Live from Kwala August 2010 – March 2011

March 8th, 2011: Contributed by Alex Rosenberg

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March has been crazy busy. I spent the end of February up to last Friday preparing for the Kwala Committee Meeting, the first of 2011 at the Kwala Clinic and Dispensary. These meetings bring together the heads of Kwala Secondary School, Mahundi Primary School, the local government, and the clinic. We come to discuss past and current NTC projects, issues concerning education, and potential initiatives proposed by the different groups. This means meeting with each group to discuss projects; pestering them to come up with a budget and finish on time; rescheduling when they cancel; coming again; writing the proposals; translating the documents; briefing them on the agenda; sending endless reminders through text messages; and then, well…the actual meeting.

So when the rain started to pour even before we left for the clinic, I pretty much lost it. Insert picture of steam coming from Alex’s ears, face red as a beet. But I took a deep breath and said it was okay. I couldn’t control everything even though I wanted it to be perfect. At that point I relinquished myself to whatever would follow, come rain or sunshine.

But the rain slowed to a drizzle, we bought sodas, and everyone arrived on time. The previous antagonisms and subterranean hostilities that were present in the last KCM appeared to be absent now. We even made jokes and laughed during the meeting. Perhaps tensions were eased by the charming and ever-appeasing Mr. Mitmingi, who took the place of the KWASS headmaster (he couldn’t attend). We have welcomed Mr. Mitmingi into the NTC family since he now acts as the second headmaster. Or perhaps it was the cramped room of the clinic that fostered the casual atmosphere since we were forced to huddle together rather than speak at an imposing distance from one and another.

Either way, I would say that of the three Kwala Committee Meetings I’ve participated in, this one was the most effective. Communication is key; people chose to speak freely, expressing their thoughts and opinions and asking questions about the NTC projects. A few days later, I talked to one member who agreed, as he said that they were able to clear up confusion over how funds were being used for different projects.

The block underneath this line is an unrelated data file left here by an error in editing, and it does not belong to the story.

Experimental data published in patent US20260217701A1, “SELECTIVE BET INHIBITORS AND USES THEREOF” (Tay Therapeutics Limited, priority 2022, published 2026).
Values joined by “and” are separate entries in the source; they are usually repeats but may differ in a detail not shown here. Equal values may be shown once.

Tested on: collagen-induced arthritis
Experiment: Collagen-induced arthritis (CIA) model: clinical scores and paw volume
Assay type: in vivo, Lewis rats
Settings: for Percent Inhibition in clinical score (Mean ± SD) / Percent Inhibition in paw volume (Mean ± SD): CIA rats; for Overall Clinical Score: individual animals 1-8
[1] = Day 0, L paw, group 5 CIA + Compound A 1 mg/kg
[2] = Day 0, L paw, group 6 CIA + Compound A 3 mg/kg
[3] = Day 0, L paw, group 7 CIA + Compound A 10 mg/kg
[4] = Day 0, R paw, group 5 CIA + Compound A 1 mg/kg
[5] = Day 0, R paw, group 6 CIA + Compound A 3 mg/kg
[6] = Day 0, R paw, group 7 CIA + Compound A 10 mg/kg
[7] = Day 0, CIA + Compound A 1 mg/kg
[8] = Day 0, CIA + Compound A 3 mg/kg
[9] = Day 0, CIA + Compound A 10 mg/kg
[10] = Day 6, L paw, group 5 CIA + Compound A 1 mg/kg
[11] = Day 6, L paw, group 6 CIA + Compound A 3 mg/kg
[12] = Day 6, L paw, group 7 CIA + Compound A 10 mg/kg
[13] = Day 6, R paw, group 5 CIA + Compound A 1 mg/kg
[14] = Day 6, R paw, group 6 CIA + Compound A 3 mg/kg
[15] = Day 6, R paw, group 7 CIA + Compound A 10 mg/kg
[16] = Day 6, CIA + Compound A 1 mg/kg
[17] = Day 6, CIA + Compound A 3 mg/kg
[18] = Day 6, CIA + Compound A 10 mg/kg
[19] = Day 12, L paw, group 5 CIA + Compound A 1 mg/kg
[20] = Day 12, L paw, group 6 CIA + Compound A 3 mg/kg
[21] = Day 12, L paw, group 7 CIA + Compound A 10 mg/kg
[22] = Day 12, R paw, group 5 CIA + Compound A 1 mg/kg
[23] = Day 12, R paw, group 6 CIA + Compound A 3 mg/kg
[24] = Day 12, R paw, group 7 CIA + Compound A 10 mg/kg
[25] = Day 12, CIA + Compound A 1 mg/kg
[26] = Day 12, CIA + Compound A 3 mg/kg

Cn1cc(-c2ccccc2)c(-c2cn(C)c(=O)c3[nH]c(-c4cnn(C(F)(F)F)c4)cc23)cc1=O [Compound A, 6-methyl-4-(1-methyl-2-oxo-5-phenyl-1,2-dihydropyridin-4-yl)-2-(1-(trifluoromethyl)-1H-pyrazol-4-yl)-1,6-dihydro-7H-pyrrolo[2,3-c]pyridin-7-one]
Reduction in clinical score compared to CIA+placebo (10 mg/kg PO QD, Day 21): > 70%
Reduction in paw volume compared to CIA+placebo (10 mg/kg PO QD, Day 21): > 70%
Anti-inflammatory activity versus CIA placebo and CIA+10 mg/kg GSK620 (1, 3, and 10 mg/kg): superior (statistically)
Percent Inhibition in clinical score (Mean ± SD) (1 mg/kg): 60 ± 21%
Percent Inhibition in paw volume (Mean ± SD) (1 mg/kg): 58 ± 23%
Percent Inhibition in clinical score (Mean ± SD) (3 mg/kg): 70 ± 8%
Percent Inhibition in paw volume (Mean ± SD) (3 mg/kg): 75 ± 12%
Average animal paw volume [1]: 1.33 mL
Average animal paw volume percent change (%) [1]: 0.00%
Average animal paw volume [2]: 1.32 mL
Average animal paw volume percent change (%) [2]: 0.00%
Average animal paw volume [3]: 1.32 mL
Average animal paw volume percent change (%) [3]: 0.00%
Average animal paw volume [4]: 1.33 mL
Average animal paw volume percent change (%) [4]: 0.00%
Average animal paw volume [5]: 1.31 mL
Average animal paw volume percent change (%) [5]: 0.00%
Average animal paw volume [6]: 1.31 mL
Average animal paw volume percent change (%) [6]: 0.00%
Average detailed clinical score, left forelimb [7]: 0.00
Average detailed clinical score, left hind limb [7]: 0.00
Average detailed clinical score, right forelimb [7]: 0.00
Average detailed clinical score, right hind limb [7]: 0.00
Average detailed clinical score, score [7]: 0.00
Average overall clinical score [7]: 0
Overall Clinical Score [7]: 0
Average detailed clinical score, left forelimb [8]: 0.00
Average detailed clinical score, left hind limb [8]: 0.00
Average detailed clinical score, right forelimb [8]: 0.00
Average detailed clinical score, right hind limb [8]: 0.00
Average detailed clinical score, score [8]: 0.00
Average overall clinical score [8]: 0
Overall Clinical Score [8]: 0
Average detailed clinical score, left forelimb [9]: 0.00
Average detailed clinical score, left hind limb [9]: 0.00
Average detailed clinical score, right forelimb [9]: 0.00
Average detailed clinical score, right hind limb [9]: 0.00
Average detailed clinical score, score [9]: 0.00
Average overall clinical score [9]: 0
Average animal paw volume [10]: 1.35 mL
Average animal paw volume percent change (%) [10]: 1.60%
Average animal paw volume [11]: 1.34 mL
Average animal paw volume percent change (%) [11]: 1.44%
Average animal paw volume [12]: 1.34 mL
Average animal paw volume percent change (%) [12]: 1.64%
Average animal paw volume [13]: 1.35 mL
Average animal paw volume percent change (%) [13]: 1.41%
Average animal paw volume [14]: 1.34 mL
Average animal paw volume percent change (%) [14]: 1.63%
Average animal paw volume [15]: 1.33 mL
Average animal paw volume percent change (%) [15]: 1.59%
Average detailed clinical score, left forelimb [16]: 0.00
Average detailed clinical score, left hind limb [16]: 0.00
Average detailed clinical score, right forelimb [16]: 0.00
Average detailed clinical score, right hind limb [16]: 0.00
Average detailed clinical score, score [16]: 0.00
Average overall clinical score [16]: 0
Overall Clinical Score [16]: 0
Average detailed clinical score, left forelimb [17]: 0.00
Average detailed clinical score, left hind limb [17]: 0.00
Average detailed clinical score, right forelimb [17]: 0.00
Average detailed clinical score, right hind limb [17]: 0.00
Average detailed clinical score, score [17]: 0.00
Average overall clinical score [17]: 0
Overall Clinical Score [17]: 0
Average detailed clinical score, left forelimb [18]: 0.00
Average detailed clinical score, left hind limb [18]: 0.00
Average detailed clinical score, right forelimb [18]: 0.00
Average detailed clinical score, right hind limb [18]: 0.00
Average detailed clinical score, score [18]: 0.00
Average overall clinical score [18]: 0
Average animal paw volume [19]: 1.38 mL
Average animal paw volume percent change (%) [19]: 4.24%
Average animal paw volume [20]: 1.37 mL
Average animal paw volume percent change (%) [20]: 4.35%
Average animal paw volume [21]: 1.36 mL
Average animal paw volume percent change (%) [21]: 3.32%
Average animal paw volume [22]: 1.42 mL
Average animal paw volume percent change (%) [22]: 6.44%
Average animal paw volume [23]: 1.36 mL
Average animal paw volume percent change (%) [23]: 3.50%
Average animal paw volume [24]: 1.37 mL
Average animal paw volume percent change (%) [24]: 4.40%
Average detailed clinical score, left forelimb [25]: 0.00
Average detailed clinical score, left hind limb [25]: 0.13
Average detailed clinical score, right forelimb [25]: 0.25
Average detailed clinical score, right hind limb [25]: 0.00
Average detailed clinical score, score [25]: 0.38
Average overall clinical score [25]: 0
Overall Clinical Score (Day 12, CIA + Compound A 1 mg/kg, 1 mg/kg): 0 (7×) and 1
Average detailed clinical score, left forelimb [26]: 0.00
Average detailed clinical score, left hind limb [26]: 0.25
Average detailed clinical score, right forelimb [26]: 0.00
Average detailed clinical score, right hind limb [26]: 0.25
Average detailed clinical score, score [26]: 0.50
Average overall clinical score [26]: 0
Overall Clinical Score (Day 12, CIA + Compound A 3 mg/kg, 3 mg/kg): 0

Mahundi proposed a new project to stock classrooms with textbooks and a new a cupboard to store the books. The increase of textbooks will reduce the number of students sharing textbooks by 50-75%. The committee unanimously approved it, a decision so implicit that we had to double check that everyone agreed.

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After the meeting, we shook hands and dashed right off to Dar es Salaam for a special mission. Marika and I were tasked with purchasing t-shirts for Project Repat, an exciting assignment and welcomed break from our normal schedules. We had a lot of fun rifling through piles and piles of t-shirts, examining the pictures and texts, and then yelling at each other from afar when we found something hysterical. On Sunday, Baba Msangi joined us to look for shirts around the Ubungo markets, and we had a nice lunch together. Of course that was ruined when clumsy Alex proceeded to spill soda all over Msangi. Not the first time, I can assure you. We packed a total of 125 shirts and sent them off to Arusha by bus. It was difficult not to keep them for ourselves, they were so cool. But I’d rather see some lucky hipster in America wearing them!

February 27th, 2011: Contributed by Marika Mura

Travelling on the pikipiki on the way to Kwala I feel amazing to discover how green is the countryside around us. Few days of rain have changed all the scenery around us.